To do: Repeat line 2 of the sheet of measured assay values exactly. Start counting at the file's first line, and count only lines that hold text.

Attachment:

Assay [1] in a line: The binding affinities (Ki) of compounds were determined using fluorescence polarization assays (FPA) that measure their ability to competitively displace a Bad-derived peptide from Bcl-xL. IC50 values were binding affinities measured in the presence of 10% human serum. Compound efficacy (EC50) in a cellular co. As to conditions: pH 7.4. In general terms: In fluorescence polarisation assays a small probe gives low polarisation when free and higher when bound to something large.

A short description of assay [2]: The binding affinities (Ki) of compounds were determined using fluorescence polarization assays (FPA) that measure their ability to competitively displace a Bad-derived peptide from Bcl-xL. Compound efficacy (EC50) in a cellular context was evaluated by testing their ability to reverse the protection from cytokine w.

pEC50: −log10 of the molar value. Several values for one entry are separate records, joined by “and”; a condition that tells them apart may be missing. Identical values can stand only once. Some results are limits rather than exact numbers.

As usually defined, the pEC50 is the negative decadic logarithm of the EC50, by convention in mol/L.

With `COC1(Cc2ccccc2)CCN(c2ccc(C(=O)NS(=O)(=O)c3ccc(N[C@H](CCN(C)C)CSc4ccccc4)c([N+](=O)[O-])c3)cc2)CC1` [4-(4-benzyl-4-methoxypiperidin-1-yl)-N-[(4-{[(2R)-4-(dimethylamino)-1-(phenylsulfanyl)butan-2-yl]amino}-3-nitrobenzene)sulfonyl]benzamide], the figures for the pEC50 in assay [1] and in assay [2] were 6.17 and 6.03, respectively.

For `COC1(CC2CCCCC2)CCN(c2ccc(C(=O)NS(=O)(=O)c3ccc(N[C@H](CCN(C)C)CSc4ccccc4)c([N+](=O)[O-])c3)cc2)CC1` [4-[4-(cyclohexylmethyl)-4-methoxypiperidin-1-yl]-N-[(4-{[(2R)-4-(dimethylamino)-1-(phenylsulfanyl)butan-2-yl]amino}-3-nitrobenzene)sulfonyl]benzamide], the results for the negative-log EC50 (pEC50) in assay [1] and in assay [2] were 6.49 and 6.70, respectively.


A short description of assay [2]: The binding affinities (Ki) of compounds were determined using fluorescence polarization assays (FPA) that measure their ability to competitively displace a Bad-derived peptide from Bcl-xL. Compound efficacy (EC50) in a cellular context was evaluated by testing their ability to reverse the protection from cytokine w.